- Unlimited connections
- Great speeds
- Audited no-logs policy
- No IPv6 support
- Price doubles on subscription renewal
Surfshark is an excellent choice if you’re after a VPN. It’s good value, offers great speeds, unblocks streaming services and now has an audited no-logs policy.
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From $2.49 per month
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Whether you’re familiar with the name or not, Surfshark is a great-value VPN service.
It was bought by Nord Security, NordVPN’s parent company, which also also owns AtlasVPN.
This means Surfshark sits in the middle in terms of price, making it the sweet spot for anyone that doesn’t want to pay NordVPN’s current prices.
Surprisingly, Surfshark (and Atlas VPN) don’t place any limits on how many devices you can connect to their respective VPN service at any one time, whereas NordVPN does. However, it’s rare you’ll ever hit NordVPN’s limit, so this isn’t necessarily the bonus you might assume it is.
Importantly, Surfshark’s no-logs policy has been independently audited. Deloitte confirmed in January 2023 that the company sticks by its policy, so there’s no need to simply take the company’s word for it any longer.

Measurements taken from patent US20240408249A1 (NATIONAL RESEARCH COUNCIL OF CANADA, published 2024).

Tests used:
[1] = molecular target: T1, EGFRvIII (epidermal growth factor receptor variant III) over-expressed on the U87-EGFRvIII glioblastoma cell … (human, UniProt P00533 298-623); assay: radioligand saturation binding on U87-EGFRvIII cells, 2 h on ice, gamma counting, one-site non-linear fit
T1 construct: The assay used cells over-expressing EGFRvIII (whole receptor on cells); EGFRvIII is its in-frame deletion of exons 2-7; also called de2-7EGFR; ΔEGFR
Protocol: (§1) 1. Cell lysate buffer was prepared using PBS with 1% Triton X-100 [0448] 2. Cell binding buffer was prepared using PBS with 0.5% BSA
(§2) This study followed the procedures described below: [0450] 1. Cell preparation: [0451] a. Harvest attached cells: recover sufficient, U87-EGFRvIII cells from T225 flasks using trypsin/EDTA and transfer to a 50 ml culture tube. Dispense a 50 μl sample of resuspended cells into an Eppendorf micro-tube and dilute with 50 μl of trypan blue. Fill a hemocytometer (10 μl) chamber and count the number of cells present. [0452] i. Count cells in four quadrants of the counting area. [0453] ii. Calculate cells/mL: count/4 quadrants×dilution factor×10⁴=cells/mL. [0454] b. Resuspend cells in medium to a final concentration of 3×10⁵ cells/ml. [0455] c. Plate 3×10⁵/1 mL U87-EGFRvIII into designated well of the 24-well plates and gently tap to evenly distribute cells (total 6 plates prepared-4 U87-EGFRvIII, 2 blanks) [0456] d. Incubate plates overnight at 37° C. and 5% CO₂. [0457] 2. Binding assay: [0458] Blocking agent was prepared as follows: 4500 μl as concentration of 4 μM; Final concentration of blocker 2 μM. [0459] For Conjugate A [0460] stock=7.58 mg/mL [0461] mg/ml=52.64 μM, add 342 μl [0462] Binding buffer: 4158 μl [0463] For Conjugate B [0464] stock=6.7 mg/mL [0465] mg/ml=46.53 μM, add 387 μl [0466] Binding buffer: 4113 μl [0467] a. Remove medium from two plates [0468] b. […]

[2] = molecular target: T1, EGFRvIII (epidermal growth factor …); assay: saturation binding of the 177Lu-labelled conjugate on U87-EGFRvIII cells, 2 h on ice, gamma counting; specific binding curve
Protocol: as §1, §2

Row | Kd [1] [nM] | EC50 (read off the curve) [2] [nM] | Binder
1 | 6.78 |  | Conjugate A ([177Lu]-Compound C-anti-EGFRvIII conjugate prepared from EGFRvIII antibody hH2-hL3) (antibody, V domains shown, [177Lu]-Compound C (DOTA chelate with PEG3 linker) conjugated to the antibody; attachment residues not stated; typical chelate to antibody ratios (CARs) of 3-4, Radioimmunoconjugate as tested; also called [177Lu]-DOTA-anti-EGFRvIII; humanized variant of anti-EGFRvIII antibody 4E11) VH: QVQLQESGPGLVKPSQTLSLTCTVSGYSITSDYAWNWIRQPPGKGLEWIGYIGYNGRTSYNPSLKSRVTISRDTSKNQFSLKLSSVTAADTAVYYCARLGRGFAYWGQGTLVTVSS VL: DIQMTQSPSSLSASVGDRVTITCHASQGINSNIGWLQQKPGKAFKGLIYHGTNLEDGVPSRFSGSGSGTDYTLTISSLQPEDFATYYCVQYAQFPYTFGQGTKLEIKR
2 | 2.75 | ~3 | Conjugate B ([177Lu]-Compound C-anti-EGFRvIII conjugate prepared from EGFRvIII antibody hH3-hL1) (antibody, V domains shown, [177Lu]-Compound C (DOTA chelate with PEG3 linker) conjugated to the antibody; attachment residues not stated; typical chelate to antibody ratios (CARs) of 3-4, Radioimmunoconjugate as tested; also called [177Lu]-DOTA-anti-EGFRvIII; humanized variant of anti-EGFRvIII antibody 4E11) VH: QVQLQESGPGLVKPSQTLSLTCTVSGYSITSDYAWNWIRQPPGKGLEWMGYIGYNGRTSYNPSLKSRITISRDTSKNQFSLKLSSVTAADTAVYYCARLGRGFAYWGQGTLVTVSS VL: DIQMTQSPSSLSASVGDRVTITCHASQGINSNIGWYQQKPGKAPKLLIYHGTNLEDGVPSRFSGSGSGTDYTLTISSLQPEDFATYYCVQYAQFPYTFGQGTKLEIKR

Features & apps
- Unlimited connections
- 3200 servers in 65 countries
- Blocks ads + trackers
- Nexus (with Dynamic Multi-Hop)
Surfshark ticks plenty of boxes and offers quite a lot features beyond the core VPN service. But to be clear, those do not include Alert, Search or Antivirus, three additional features you can pay separately for when you take out a Surfshark subscription. The bundle is called Surfshark One, but here we’re looking only at the VPN service.
There are Surfshark apps for many devices including the main four – Windows, Mac, Android and iPhone / iPad – plus Linux (Ubuntu or Debian) and Amazon Fire TV and Android TV apps, which both use smart DNS to unblock streaming services, rather than the VPN service0. You can also install the Android app on a Chromebook that supports Android apps.
There are over 3200 servers across 100 countries (35 more than when we last checked). Every server runs entirely in RAM and doesn’t write any data to hard drives. That’s better for privacy, as it means no data persists if a server was seized by authorities. This is one thing that was verified in the no-logs audit.
Mathilde Vicente / Foundry